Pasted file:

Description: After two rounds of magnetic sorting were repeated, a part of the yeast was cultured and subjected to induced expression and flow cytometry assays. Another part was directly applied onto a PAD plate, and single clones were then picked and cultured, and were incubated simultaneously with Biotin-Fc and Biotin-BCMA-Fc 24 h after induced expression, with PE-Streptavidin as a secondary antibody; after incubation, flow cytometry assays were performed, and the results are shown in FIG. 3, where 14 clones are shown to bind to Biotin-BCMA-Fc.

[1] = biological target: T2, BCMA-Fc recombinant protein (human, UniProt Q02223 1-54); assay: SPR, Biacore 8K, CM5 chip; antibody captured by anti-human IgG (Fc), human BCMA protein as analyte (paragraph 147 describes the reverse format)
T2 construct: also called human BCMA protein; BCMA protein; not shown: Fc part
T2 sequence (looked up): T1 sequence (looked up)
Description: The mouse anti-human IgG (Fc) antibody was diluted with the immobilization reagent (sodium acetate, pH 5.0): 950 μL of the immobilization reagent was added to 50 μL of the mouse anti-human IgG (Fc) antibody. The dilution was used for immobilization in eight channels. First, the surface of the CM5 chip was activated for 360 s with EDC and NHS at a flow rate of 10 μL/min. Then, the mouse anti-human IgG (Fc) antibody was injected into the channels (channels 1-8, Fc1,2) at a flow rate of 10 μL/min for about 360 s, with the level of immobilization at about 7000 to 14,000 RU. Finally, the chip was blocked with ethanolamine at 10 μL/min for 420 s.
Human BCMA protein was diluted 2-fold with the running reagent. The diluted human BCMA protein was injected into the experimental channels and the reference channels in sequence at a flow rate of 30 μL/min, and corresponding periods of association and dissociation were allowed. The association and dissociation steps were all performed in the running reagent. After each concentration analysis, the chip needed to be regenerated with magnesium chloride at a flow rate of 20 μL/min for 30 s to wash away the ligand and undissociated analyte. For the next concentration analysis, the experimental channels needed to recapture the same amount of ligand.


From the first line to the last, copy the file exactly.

Description: After two rounds of magnetic sorting were repeated, a part of the yeast was cultured and subjected to induced expression and flow cytometry assays. Another part was directly applied onto a PAD plate, and single clones were then picked and cultured, and were incubated simultaneously with Biotin-Fc and Biotin-BCMA-Fc 24 h after induced expression, with PE-Streptavidin as a secondary antibody; after incubation, flow cytometry assays were performed, and the results are shown in FIG. 3, where 14 clones are shown to bind to Biotin-BCMA-Fc.

[1] = biological target: T2, BCMA-Fc recombinant protein (human, UniProt Q02223 1-54); assay: SPR, Biacore 8K, CM5 chip; antibody captured by anti-human IgG (Fc), human BCMA protein as analyte (paragraph 147 describes the reverse format)
T2 construct: also called human BCMA protein; BCMA protein; not shown: Fc part
T2 sequence (looked up): T1 sequence (looked up)
Description: The mouse anti-human IgG (Fc) antibody was diluted with the immobilization reagent (sodium acetate, pH 5.0): 950 μL of the immobilization reagent was added to 50 μL of the mouse anti-human IgG (Fc) antibody. The dilution was used for immobilization in eight channels. First, the surface of the CM5 chip was activated for 360 s with EDC and NHS at a flow rate of 10 μL/min. Then, the mouse anti-human IgG (Fc) antibody was injected into the channels (channels 1-8, Fc1,2) at a flow rate of 10 μL/min for about 360 s, with the level of immobilization at about 7000 to 14,000 RU. Finally, the chip was blocked with ethanolamine at 10 μL/min for 420 s.
Human BCMA protein was diluted 2-fold with the running reagent. The diluted human BCMA protein was injected into the experimental channels and the reference channels in sequence at a flow rate of 30 μL/min, and corresponding periods of association and dissociation were allowed. The association and dissociation steps were all performed in the running reagent. After each concentration analysis, the chip needed to be regenerated with magnesium chloride at a flow rate of 20 μL/min for 30 s to wash away the ligand and undissociated analyte. For the next concentration analysis, the experimental channels needed to recapture the same amount of ligand.